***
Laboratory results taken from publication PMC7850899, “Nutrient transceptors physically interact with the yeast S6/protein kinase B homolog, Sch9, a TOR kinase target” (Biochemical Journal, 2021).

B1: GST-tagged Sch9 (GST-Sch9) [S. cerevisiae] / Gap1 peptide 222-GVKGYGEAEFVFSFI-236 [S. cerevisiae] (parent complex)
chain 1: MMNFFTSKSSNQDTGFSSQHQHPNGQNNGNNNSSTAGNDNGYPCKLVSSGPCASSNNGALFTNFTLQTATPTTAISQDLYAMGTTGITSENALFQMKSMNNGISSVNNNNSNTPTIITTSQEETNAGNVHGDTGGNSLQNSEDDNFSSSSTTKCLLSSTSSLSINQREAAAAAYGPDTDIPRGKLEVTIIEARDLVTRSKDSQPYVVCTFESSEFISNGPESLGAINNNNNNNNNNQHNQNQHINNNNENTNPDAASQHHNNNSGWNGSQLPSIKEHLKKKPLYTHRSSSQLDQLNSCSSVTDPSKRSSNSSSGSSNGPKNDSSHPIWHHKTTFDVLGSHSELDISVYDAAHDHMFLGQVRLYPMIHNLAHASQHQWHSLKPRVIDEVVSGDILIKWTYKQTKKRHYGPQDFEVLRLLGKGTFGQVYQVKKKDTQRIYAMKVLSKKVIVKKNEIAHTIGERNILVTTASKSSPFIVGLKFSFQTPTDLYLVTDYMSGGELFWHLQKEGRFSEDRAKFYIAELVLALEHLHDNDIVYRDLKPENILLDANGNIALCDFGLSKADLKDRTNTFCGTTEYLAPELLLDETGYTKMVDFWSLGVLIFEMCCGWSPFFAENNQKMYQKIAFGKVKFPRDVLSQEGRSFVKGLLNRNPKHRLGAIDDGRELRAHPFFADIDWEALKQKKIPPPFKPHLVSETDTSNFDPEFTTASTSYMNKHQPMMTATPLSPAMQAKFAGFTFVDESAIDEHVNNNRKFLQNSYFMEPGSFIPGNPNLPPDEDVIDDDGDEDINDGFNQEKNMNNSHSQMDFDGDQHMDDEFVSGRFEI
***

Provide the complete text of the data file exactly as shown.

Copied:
Laboratory results taken from publication PMC7850899, “Nutrient transceptors physically interact with the yeast S6/protein kinase B homolog, Sch9, a TOR kinase target” (Biochemical Journal, 2021).

B1: GST-tagged Sch9 (GST-Sch9) [S. cerevisiae] / Gap1 peptide 222-GVKGYGEAEFVFSFI-236 [S. cerevisiae] (parent complex)
chain 1: MMNFFTSKSSNQDTGFSSQHQHPNGQNNGNNNSSTAGNDNGYPCKLVSSGPCASSNNGALFTNFTLQTATPTTAISQDLYAMGTTGITSENALFQMKSMNNGISSVNNNNSNTPTIITTSQEETNAGNVHGDTGGNSLQNSEDDNFSSSSTTKCLLSSTSSLSINQREAAAAAYGPDTDIPRGKLEVTIIEARDLVTRSKDSQPYVVCTFESSEFISNGPESLGAINNNNNNNNNNQHNQNQHINNNNENTNPDAASQHHNNNSGWNGSQLPSIKEHLKKKPLYTHRSSSQLDQLNSCSSVTDPSKRSSNSSSGSSNGPKNDSSHPIWHHKTTFDVLGSHSELDISVYDAAHDHMFLGQVRLYPMIHNLAHASQHQWHSLKPRVIDEVVSGDILIKWTYKQTKKRHYGPQDFEVLRLLGKGTFGQVYQVKKKDTQRIYAMKVLSKKVIVKKNEIAHTIGERNILVTTASKSSPFIVGLKFSFQTPTDLYLVTDYMSGGELFWHLQKEGRFSEDRAKFYIAELVLALEHLHDNDIVYRDLKPENILLDANGNIALCDFGLSKADLKDRTNTFCGTTEYLAPELLLDETGYTKMVDFWSLGVLIFEMCCGWSPFFAENNQKMYQKIAFGKVKFPRDVLSQEGRSFVKGLLNRNPKHRLGAIDDGRELRAHPFFADIDWEALKQKKIPPPFKPHLVSETDTSNFDPEFTTASTSYMNKHQPMMTATPLSPAMQAKFAGFTFVDESAIDEHVNNNRKFLQNSYFMEPGSFIPGNPNLPPDEDVIDDDGDEDINDGFNQEKNMNNSHSQMDFDGDQHMDDEFVSGRFEI